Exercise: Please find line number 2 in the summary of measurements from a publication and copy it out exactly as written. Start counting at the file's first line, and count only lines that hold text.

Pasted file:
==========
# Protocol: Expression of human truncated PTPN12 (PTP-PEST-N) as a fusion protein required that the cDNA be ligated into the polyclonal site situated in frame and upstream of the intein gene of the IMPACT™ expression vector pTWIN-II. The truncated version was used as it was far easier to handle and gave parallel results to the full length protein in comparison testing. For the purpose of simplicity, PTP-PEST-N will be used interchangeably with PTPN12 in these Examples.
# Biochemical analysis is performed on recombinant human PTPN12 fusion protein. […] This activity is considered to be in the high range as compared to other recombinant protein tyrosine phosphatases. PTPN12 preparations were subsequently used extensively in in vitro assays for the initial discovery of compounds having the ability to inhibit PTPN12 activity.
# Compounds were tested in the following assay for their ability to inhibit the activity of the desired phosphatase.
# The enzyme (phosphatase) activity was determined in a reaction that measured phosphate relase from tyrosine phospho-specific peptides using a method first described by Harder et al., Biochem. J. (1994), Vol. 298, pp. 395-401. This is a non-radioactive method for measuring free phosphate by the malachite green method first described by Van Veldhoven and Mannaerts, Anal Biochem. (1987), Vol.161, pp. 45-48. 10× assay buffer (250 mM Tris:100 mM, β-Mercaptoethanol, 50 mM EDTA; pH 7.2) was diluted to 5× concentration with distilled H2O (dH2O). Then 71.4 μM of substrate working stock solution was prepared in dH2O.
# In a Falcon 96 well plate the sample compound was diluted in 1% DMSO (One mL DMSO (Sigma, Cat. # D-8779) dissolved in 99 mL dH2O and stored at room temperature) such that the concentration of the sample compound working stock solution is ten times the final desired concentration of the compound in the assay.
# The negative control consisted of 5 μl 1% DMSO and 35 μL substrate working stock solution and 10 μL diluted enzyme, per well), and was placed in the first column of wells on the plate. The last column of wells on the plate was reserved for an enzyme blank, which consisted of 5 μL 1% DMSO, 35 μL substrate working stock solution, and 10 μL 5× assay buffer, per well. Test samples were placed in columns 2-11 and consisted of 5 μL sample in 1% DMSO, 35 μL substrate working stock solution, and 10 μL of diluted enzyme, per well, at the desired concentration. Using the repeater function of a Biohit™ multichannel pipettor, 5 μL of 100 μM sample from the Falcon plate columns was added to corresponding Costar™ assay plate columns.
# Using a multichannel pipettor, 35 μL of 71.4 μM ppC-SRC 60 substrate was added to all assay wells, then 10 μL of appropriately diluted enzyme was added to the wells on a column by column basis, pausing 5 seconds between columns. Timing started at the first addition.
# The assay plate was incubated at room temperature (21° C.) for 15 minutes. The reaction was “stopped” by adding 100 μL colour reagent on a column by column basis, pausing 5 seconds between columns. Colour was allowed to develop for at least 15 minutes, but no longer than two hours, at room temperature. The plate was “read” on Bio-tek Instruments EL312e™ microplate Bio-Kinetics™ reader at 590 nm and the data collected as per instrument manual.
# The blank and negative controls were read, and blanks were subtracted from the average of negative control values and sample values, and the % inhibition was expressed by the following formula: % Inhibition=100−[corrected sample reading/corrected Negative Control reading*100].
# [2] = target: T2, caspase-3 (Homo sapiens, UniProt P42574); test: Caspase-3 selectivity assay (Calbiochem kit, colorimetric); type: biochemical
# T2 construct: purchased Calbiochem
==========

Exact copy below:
# Biochemical analysis is performed on recombinant human PTPN12 fusion protein. […] This activity is considered to be in the high range as compared to other recombinant protein tyrosine phosphatases. PTPN12 preparations were subsequently used extensively in in vitro assays for the initial discovery of compounds having the ability to inhibit PTPN12 activity.